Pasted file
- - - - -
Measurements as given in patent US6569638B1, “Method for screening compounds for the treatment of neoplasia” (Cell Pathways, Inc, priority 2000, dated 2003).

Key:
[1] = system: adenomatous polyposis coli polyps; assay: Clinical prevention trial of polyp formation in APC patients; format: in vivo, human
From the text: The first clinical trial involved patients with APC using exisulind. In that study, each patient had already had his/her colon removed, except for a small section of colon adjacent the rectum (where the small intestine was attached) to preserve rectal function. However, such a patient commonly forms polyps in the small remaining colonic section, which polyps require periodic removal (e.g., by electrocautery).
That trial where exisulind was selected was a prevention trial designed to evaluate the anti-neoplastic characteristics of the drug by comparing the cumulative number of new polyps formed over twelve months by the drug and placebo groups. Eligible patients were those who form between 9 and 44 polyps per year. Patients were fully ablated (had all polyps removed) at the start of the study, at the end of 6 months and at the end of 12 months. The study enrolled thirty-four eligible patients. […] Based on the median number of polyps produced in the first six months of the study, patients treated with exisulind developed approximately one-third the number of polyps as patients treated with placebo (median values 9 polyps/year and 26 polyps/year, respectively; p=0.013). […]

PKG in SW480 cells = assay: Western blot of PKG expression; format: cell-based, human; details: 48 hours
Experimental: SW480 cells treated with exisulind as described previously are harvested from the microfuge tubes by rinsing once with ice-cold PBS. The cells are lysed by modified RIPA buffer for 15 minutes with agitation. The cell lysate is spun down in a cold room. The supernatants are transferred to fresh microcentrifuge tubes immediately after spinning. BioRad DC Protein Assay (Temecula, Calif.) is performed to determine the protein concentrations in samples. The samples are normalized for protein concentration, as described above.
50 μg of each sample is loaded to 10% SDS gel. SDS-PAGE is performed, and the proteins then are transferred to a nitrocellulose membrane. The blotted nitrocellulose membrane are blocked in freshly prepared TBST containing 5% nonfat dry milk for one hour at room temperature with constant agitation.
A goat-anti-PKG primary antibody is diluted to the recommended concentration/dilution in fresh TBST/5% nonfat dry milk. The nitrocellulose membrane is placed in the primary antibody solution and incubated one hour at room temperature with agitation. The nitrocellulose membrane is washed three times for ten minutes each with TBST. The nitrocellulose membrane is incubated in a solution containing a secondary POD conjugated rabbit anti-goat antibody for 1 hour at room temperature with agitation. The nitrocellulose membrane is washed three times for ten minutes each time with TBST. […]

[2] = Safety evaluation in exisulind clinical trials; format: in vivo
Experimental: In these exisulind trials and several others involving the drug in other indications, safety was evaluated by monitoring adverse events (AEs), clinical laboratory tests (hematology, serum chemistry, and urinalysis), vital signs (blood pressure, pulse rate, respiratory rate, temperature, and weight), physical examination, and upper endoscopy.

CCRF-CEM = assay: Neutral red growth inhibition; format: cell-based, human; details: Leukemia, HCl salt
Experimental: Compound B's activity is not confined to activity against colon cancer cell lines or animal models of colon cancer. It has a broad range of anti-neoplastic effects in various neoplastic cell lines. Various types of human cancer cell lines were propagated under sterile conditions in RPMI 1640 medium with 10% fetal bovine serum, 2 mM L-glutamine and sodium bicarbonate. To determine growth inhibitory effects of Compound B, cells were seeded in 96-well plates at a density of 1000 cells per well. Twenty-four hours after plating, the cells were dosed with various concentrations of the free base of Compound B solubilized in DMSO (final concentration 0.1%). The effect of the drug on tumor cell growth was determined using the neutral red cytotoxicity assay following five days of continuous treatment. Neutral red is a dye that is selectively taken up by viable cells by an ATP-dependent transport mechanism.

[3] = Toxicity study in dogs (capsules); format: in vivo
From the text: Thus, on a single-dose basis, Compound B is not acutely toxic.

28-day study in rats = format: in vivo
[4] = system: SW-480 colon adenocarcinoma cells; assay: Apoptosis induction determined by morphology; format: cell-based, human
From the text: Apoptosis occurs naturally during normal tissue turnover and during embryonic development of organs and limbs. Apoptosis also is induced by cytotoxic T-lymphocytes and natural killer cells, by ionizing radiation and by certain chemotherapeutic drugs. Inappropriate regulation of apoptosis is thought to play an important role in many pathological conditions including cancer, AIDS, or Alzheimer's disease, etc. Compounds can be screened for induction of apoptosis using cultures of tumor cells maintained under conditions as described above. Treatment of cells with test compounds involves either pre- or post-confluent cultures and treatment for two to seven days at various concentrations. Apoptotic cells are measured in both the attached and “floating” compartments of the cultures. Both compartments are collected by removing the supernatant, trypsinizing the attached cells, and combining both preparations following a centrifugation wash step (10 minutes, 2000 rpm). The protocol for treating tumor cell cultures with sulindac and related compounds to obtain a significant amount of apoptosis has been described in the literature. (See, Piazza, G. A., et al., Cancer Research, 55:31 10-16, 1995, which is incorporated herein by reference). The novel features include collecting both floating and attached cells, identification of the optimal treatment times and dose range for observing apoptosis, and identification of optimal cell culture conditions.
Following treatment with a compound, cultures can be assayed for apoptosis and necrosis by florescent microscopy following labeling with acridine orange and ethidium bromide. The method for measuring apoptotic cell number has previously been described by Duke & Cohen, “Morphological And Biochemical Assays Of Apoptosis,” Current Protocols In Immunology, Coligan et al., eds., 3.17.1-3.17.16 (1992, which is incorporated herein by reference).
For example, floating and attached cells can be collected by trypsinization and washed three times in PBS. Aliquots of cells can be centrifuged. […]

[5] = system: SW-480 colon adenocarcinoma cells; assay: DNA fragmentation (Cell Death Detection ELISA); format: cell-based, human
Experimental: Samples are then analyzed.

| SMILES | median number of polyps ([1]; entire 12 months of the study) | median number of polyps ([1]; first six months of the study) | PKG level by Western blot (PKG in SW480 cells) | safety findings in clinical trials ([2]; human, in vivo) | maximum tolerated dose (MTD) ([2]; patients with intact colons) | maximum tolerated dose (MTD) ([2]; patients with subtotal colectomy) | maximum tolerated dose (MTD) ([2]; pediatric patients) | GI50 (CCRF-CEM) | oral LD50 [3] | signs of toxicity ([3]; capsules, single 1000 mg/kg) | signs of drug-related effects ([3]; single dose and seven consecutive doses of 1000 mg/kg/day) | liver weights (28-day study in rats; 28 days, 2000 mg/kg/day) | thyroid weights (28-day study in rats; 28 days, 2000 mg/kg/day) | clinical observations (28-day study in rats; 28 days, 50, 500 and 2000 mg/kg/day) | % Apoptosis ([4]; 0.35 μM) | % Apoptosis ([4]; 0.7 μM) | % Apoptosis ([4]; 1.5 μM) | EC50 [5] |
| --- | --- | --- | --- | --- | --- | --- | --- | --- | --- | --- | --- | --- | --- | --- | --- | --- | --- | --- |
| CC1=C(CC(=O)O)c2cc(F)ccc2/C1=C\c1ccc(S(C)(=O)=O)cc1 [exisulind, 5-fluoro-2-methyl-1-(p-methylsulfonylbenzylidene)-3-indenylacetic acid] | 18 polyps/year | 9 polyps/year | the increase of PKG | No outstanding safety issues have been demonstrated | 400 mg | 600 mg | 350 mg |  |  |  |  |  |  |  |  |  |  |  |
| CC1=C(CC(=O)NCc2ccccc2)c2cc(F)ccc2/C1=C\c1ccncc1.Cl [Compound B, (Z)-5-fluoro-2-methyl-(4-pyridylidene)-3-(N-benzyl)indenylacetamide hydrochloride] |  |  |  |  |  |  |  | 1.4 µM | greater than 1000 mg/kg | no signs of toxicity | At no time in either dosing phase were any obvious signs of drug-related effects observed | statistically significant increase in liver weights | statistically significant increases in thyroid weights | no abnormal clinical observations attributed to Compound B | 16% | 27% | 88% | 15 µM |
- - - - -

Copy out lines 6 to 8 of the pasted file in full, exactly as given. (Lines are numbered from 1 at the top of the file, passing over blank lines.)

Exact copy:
PKG in SW480 cells = assay: Western blot of PKG expression; format: cell-based, human; details: 48 hours
Experimental: SW480 cells treated with exisulind as described previously are harvested from the microfuge tubes by rinsing once with ice-cold PBS. The cells are lysed by modified RIPA buffer for 15 minutes with agitation. The cell lysate is spun down in a cold room. The supernatants are transferred to fresh microcentrifuge tubes immediately after spinning. BioRad DC Protein Assay (Temecula, Calif.) is performed to determine the protein concentrations in samples. The samples are normalized for protein concentration, as described above.
50 μg of each sample is loaded to 10% SDS gel. SDS-PAGE is performed, and the proteins then are transferred to a nitrocellulose membrane. The blotted nitrocellulose membrane are blocked in freshly prepared TBST containing 5% nonfat dry milk for one hour at room temperature with constant agitation.